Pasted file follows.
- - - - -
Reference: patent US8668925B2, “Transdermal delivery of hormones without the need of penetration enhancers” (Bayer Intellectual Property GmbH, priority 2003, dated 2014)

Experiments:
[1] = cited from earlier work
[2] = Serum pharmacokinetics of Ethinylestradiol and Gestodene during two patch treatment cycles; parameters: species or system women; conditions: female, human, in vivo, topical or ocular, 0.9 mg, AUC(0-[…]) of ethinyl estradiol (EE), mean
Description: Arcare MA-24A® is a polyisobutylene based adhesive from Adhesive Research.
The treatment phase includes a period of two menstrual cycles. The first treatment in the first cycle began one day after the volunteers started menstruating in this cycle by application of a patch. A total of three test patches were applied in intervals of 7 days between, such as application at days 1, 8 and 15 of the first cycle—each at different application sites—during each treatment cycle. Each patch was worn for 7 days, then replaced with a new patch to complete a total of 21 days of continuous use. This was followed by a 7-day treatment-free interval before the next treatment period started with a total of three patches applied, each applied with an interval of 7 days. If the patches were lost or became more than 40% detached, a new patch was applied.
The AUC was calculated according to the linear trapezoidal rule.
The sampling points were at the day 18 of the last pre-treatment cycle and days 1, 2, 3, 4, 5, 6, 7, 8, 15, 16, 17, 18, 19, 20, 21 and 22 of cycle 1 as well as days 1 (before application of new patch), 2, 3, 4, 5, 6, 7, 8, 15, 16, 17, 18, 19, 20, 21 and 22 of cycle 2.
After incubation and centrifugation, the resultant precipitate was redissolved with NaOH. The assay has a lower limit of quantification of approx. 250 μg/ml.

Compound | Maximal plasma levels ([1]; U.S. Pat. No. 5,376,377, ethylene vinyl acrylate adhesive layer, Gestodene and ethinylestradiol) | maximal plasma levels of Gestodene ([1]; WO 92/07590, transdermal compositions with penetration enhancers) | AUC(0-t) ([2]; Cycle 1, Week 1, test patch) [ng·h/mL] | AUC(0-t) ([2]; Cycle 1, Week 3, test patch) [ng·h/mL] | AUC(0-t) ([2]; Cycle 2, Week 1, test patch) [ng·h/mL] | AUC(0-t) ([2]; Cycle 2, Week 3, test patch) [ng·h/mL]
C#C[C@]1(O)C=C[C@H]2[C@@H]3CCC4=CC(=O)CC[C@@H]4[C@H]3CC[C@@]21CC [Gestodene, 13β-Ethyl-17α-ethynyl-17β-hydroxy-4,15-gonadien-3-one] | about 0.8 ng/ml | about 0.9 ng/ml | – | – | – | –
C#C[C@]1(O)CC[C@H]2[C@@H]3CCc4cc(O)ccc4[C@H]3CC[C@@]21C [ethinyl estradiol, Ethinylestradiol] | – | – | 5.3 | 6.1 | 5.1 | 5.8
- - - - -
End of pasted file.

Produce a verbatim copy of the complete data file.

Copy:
Reference: patent US8668925B2, “Transdermal delivery of hormones without the need of penetration enhancers” (Bayer Intellectual Property GmbH, priority 2003, dated 2014)

Experiments:
[1] = cited from earlier work
[2] = Serum pharmacokinetics of Ethinylestradiol and Gestodene during two patch treatment cycles; parameters: species or system women; conditions: female, human, in vivo, topical or ocular, 0.9 mg, AUC(0-[…]) of ethinyl estradiol (EE), mean
Description: Arcare MA-24A® is a polyisobutylene based adhesive from Adhesive Research.
The treatment phase includes a period of two menstrual cycles. The first treatment in the first cycle began one day after the volunteers started menstruating in this cycle by application of a patch. A total of three test patches were applied in intervals of 7 days between, such as application at days 1, 8 and 15 of the first cycle—each at different application sites—during each treatment cycle. Each patch was worn for 7 days, then replaced with a new patch to complete a total of 21 days of continuous use. This was followed by a 7-day treatment-free interval before the next treatment period started with a total of three patches applied, each applied with an interval of 7 days. If the patches were lost or became more than 40% detached, a new patch was applied.
The AUC was calculated according to the linear trapezoidal rule.
The sampling points were at the day 18 of the last pre-treatment cycle and days 1, 2, 3, 4, 5, 6, 7, 8, 15, 16, 17, 18, 19, 20, 21 and 22 of cycle 1 as well as days 1 (before application of new patch), 2, 3, 4, 5, 6, 7, 8, 15, 16, 17, 18, 19, 20, 21 and 22 of cycle 2.
After incubation and centrifugation, the resultant precipitate was redissolved with NaOH. The assay has a lower limit of quantification of approx. 250 μg/ml.

Compound | Maximal plasma levels ([1]; U.S. Pat. No. 5,376,377, ethylene vinyl acrylate adhesive layer, Gestodene and ethinylestradiol) | maximal plasma levels of Gestodene ([1]; WO 92/07590, transdermal compositions with penetration enhancers) | AUC(0-t) ([2]; Cycle 1, Week 1, test patch) [ng·h/mL] | AUC(0-t) ([2]; Cycle 1, Week 3, test patch) [ng·h/mL] | AUC(0-t) ([2]; Cycle 2, Week 1, test patch) [ng·h/mL] | AUC(0-t) ([2]; Cycle 2, Week 3, test patch) [ng·h/mL]
C#C[C@]1(O)C=C[C@H]2[C@@H]3CCC4=CC(=O)CC[C@@H]4[C@H]3CC[C@@]21CC [Gestodene, 13β-Ethyl-17α-ethynyl-17β-hydroxy-4,15-gonadien-3-one] | about 0.8 ng/ml | about 0.9 ng/ml | – | – | – | –
C#C[C@]1(O)CC[C@H]2[C@@H]3CCc4cc(O)ccc4[C@H]3CC[C@@]21C [ethinyl estradiol, Ethinylestradiol] | – | – | 5.3 | 6.1 | 5.1 | 5.8